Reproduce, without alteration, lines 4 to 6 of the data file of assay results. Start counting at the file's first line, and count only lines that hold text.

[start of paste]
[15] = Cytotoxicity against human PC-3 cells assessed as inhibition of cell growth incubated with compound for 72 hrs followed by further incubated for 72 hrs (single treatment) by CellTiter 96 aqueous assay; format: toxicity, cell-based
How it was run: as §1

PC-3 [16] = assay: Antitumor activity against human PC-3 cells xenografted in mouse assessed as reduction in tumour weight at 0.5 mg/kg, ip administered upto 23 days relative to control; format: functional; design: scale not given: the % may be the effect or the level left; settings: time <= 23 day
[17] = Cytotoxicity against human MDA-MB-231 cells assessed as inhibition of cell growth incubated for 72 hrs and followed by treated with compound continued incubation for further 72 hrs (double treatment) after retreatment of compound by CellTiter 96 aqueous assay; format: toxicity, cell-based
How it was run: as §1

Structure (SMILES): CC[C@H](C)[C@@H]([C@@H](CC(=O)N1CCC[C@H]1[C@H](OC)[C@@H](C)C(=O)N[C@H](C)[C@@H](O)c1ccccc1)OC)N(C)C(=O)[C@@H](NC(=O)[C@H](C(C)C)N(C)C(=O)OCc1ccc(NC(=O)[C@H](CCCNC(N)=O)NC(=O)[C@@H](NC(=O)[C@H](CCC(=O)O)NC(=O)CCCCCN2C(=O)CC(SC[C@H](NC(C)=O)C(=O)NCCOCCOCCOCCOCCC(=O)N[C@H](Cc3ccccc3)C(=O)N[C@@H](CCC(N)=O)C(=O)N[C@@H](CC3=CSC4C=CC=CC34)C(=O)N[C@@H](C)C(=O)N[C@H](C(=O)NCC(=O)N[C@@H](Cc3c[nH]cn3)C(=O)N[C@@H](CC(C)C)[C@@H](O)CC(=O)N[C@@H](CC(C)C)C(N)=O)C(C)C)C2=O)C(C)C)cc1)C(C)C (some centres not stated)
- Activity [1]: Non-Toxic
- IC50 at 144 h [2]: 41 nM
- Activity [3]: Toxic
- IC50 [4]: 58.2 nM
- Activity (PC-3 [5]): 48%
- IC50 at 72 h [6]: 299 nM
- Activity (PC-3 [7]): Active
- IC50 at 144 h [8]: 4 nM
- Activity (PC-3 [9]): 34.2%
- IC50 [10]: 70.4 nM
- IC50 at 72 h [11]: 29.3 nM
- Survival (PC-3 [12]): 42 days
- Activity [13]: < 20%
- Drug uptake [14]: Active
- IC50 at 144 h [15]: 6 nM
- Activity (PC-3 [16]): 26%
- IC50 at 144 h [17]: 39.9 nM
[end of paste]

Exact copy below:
[17] = Cytotoxicity against human MDA-MB-231 cells assessed as inhibition of cell growth incubated for 72 hrs and followed by treated with compound continued incubation for further 72 hrs (double treatment) after retreatment of compound by CellTiter 96 aqueous assay; format: toxicity, cell-based
How it was run: as §1

Structure (SMILES): CC[C@H](C)[C@@H]([C@@H](CC(=O)N1CCC[C@H]1[C@H](OC)[C@@H](C)C(=O)N[C@H](C)[C@@H](O)c1ccccc1)OC)N(C)C(=O)[C@@H](NC(=O)[C@H](C(C)C)N(C)C(=O)OCc1ccc(NC(=O)[C@H](CCCNC(N)=O)NC(=O)[C@@H](NC(=O)[C@H](CCC(=O)O)NC(=O)CCCCCN2C(=O)CC(SC[C@H](NC(C)=O)C(=O)NCCOCCOCCOCCOCCC(=O)N[C@H](Cc3ccccc3)C(=O)N[C@@H](CCC(N)=O)C(=O)N[C@@H](CC3=CSC4C=CC=CC34)C(=O)N[C@@H](C)C(=O)N[C@H](C(=O)NCC(=O)N[C@@H](Cc3c[nH]cn3)C(=O)N[C@@H](CC(C)C)[C@@H](O)CC(=O)N[C@@H](CC(C)C)C(N)=O)C(C)C)C2=O)C(C)C)cc1)C(C)C (some centres not stated)